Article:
The Last Straw?
For the past 50 years, almost anyone who ordered a cold soda, iced coffee or other iced beverage received a plastic straw. But these days, reusable straws made of metal, silicone, wood or durable plastic are popping up everywhere. What’s behind this trend, and how will it affect the restaurant industry?
Restaurants and coffee shops phasing out straws
Starbucks announced in early July it will stop providing disposable plastic straws in its stores by 2020. That gives the company 18 months to phase out the straws worldwide.
Starbucks customers will have several options once the plastic straws disappear. The first stores to implement the change are offering plastic lids that can be used without straws. These lids have been used on a few specialty drinks like the draft nitro and will soon be used on all Starbucks iced drinks. Customers can also bring their own reusable cup; Starbucks-branded versions are sold at most Starbucks locations. There will still be straws on hand for customers who request them.
Other companies have announced similar plans. Bon Appétit, which has been recognized for its work to “green” its operations, pledged this May to remove plastic straws from its cafes and restaurants worldwide. McDonald’s plans to eliminate plastic straws from its restaurants in the UK and Ireland. Marriott International, Hyatt, Disney theme parks, Royal Caribbean and American Airlines have all promised to phase out disposable plastic straws.
Public opinion driving change
What’s driving this trend? Part of it is the growing number of cities with straw bans. A decade ago, Seattle, the home of Starbucks, passed a ban on disposable plastic straws and utensils provided by restaurants and cafes. The ban finally went into full effect in the summer of 2018. Now, food service establishments may provide straws only upon customer request and the straws must be compostable.
Another driver is customer opinion. Consumers are realizing the convenience of plastic, combined with the explosion in iced coffee’s popularity have created a deluge of disposable straws and cups.1 These and other disposable plastics take a major toll on the environment, especially beaches, the ocean, and marine life, and the public is starting to take notice. In turn, companies across the industry have been feeling pressure to green their images.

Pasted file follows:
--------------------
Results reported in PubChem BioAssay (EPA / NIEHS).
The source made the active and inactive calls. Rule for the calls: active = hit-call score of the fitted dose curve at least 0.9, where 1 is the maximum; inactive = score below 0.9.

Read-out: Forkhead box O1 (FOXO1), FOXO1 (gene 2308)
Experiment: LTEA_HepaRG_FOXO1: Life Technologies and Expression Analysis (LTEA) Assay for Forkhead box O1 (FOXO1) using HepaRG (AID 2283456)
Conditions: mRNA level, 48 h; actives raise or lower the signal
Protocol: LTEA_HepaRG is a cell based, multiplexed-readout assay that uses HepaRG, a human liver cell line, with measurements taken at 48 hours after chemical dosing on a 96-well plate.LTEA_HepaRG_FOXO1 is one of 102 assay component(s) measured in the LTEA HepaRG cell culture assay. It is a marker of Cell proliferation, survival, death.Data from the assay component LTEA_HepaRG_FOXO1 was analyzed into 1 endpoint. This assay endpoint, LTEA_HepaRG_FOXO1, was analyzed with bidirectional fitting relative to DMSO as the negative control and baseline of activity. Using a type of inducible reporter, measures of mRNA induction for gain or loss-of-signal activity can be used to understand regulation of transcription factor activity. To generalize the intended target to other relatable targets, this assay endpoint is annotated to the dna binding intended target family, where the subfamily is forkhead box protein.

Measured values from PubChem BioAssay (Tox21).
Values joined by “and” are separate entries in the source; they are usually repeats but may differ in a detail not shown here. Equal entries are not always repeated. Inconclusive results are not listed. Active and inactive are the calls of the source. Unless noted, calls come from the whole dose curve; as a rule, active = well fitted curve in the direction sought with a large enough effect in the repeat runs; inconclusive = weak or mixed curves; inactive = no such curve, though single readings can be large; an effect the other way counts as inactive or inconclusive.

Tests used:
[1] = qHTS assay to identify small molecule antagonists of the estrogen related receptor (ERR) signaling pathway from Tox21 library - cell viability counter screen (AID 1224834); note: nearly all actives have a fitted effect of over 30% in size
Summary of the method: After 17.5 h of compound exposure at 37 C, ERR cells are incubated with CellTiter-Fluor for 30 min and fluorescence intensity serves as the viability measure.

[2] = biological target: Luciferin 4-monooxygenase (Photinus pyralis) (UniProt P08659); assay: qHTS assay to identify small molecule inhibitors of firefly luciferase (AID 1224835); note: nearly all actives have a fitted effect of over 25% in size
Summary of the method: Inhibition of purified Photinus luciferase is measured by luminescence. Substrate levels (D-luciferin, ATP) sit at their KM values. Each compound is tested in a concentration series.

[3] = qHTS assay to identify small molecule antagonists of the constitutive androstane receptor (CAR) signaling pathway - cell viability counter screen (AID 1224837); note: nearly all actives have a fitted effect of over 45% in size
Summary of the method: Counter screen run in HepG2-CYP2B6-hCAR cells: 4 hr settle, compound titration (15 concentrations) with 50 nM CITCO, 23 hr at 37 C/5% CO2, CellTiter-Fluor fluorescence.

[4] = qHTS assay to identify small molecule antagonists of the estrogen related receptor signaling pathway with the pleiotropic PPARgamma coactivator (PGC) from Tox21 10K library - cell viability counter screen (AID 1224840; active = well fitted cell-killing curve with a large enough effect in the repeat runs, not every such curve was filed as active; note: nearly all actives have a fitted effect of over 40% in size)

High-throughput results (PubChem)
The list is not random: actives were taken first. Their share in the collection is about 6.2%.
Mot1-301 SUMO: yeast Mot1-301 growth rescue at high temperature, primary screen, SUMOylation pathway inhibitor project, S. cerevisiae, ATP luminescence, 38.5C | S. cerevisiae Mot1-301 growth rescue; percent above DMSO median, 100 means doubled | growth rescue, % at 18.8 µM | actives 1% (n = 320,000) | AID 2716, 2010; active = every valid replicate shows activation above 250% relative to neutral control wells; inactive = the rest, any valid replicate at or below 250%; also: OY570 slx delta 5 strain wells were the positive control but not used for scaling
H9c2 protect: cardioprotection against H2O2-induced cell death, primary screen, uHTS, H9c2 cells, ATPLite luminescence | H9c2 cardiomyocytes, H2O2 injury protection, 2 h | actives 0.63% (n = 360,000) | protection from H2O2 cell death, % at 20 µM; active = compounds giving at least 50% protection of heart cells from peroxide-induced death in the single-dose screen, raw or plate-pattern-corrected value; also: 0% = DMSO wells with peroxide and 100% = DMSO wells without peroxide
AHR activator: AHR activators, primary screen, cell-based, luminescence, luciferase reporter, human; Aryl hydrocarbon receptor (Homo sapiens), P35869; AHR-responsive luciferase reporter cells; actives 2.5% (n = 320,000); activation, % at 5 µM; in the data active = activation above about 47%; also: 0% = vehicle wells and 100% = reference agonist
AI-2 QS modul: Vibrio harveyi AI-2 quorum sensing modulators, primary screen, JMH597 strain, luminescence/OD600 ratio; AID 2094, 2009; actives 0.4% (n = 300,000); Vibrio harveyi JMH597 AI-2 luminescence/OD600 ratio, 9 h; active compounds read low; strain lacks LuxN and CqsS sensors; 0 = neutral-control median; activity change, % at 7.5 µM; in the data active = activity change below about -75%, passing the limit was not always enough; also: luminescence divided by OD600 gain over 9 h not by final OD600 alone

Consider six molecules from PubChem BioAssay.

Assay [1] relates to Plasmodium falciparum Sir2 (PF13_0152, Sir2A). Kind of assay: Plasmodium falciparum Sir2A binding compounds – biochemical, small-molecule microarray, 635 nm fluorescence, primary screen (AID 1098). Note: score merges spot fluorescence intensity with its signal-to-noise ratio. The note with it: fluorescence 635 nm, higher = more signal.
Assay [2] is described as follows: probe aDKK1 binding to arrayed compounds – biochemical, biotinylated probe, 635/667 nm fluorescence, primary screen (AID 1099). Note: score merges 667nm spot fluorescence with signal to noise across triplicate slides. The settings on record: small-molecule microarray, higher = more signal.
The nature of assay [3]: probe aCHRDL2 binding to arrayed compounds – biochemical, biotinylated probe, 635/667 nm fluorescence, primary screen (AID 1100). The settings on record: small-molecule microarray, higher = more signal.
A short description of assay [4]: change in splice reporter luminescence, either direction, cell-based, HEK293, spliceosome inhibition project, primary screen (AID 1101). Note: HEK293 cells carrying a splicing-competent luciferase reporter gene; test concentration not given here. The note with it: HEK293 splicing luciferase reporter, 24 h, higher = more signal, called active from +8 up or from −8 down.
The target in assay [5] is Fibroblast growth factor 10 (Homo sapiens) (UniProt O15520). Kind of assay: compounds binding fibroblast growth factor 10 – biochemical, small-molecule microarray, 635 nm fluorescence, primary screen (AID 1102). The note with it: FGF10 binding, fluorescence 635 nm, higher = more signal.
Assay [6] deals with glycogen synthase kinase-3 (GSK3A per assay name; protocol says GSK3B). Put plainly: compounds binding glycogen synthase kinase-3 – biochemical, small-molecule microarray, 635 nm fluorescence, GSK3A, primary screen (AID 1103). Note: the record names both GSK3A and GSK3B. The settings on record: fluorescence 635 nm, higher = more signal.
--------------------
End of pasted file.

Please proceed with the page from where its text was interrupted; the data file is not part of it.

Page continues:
Will Starbucks’ pledge make a difference? The Guardian reports the new Starbucks lids contain a tiny bit more plastic than the current lids plus straws combined.2 On the other hand, the new lids will be recyclable, while the plastic straws are not. As long as a sizable number of customers do recycle the new lids, the move will help keep waste out of landfills, off beaches, and out of the ocean. Plus, the company’s decision will likely influence others in the restaurant industry to look into alternatives to plastic.
Food service businesses looking for greener options
Of course, phasing out straws is only the first step. Reducing the number of disposable cups in use could potentially have much more impact. Many coffee shops and other restaurants already sell branded reusable mugs and cups for hot and iced drinks. Some companies have explored opportunities like discount programs for customers who bring in their own mug, but this has not yet caught on at a larger scale.
Other organizations are replacing plastic with paper, the previous standard before plastic straws became popular in the 1960s.2 Compostable straws are another possibility.
The future for straws
We could be in the early stages of a much bigger trend. New York is considering a ban on food service disposables similar to Seattle’s. In Santa Cruz, CA, businesses can only give out straws if the customer asks for one. The most extreme ban so far? The Indian state of Maharashtra banned almost all disposable plastics in an effort to tackle the severe trash problems afflicting its capital Mumbai and nearby cities.
On the flip side, many other companies in the food service industry have decided to keep their straws for now. Although McDonald’s will replace plastic with paper straws in the UK and Ireland, shareholders voted in 2018 against expanding the phase-out to the rest of the world.3 And municipal bans have been passed in only a few, environmentally progressive locales.
The plastic straw won’t be disappearing anytime soon, but coffeehouses and fast food restaurants are some of the biggest users of disposable plastics in the food industry. If industry like Starbucks and McDonalds cut down on plastic use, we might see others follow suit.